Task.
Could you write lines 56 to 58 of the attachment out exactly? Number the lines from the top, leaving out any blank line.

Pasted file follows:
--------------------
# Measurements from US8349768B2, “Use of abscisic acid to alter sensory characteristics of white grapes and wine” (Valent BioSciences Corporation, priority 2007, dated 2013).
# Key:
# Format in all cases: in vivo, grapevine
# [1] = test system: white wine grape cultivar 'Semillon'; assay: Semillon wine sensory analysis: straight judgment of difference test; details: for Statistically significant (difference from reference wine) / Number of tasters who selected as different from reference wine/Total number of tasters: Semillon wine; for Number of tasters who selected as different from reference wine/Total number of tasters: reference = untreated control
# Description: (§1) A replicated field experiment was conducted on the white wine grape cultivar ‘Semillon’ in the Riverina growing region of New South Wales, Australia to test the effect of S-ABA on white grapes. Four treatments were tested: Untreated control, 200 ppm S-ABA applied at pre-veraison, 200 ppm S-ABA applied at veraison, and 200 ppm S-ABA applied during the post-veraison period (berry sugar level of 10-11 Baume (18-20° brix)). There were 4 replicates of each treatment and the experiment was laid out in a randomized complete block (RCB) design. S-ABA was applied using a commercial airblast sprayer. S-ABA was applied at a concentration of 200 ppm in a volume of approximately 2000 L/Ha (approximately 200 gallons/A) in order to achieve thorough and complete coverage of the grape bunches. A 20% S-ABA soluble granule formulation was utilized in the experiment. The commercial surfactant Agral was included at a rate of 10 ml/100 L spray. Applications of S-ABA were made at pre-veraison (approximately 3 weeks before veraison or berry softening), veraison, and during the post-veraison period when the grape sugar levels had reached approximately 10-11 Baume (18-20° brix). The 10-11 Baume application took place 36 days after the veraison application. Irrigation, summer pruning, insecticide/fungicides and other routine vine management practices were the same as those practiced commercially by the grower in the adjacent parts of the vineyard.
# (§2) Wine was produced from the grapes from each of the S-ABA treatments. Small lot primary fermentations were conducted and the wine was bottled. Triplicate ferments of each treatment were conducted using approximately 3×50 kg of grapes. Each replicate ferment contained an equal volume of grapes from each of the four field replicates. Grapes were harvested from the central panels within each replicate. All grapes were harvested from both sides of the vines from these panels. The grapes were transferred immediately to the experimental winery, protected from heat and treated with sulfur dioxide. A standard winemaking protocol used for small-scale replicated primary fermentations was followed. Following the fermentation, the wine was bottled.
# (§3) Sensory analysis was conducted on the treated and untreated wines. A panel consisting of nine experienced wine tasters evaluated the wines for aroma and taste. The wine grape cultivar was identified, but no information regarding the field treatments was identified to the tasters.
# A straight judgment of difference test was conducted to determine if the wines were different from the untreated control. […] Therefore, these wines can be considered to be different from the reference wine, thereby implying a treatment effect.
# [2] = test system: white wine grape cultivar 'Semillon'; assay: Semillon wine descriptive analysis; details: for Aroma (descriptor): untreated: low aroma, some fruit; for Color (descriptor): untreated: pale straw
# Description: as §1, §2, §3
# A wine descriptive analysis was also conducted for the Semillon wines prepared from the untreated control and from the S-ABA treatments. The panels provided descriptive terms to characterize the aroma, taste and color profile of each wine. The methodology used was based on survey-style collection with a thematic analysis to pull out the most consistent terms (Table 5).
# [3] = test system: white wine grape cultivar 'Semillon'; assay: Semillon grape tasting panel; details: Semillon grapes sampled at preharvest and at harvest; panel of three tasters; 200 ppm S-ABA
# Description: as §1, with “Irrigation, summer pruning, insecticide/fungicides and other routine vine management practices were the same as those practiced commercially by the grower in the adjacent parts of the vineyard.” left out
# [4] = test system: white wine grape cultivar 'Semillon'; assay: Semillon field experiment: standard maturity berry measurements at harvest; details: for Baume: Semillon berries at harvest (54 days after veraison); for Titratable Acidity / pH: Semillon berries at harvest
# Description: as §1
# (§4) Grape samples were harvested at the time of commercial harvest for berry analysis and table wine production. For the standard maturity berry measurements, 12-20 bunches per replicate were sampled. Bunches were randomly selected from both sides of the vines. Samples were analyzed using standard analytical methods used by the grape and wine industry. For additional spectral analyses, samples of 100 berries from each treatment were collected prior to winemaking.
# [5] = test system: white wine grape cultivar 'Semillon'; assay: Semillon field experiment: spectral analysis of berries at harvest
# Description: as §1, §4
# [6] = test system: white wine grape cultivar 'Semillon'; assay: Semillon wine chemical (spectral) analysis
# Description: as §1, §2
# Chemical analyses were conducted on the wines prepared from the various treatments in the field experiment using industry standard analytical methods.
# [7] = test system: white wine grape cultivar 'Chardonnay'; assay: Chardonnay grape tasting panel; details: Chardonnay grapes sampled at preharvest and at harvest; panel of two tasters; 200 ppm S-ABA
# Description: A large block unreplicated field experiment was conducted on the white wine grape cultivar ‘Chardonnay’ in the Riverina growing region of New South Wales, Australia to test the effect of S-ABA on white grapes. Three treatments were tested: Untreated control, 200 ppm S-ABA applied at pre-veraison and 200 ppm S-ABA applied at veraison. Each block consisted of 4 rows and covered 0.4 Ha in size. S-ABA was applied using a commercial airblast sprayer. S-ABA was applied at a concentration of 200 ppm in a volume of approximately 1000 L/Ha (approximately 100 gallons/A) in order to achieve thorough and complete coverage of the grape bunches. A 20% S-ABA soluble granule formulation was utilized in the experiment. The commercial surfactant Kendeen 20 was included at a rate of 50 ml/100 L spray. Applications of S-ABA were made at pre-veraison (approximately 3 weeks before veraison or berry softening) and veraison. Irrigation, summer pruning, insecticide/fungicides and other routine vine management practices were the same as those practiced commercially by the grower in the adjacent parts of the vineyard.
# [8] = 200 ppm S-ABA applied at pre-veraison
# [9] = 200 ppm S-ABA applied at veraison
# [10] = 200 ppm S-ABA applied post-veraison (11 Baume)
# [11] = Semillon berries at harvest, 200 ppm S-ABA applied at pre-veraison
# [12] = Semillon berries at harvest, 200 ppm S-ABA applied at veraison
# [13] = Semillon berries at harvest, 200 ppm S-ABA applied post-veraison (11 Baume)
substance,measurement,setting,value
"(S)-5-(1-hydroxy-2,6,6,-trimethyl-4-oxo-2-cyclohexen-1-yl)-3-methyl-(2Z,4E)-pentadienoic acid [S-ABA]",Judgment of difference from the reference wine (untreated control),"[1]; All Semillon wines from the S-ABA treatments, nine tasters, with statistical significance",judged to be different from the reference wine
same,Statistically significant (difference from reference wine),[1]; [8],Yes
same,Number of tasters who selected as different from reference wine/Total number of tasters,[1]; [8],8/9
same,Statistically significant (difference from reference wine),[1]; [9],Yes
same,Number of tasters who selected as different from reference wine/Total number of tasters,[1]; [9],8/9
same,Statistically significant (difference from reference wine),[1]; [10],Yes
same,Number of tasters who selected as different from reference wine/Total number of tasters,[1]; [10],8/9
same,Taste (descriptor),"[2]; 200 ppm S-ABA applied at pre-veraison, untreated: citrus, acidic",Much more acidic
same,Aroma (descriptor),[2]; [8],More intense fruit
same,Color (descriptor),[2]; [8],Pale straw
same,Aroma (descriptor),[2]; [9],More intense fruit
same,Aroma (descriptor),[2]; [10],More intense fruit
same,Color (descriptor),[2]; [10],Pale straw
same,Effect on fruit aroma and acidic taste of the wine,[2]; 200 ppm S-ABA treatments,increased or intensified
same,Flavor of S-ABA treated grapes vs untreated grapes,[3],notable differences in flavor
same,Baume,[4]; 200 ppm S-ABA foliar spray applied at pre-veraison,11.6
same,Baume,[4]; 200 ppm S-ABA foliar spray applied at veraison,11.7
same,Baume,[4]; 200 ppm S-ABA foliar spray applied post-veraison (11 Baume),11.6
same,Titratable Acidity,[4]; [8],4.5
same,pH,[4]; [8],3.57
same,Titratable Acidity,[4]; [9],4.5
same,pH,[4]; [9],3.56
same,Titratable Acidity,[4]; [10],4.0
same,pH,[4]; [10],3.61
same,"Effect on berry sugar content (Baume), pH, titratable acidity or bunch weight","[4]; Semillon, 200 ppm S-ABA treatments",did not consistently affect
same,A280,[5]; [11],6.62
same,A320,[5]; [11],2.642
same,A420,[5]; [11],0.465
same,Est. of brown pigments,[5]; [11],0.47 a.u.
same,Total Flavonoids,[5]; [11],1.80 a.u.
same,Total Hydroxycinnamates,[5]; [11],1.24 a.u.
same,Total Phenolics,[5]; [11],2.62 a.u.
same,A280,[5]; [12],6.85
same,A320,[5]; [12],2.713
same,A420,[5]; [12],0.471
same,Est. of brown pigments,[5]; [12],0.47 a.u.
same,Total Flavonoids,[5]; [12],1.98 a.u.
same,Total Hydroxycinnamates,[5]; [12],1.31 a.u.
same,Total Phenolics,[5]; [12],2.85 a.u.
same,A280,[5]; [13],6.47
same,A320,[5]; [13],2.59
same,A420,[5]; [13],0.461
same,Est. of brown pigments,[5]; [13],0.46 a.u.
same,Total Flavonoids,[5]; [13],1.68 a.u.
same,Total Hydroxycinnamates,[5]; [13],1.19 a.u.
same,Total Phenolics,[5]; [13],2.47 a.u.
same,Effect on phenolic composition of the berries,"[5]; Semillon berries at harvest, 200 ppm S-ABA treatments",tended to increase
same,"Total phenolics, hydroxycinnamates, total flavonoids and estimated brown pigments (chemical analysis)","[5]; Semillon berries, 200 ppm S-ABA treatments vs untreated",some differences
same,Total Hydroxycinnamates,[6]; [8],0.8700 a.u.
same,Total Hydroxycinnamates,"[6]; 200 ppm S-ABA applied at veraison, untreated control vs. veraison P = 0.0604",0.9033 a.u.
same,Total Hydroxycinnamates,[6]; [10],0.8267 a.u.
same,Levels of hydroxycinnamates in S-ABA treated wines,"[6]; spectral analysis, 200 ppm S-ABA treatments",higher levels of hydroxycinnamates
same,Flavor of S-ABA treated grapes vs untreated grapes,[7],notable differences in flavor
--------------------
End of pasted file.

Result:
same,A280,[5]; [11],6.62
same,A320,[5]; [11],2.642
same,A420,[5]; [11],0.465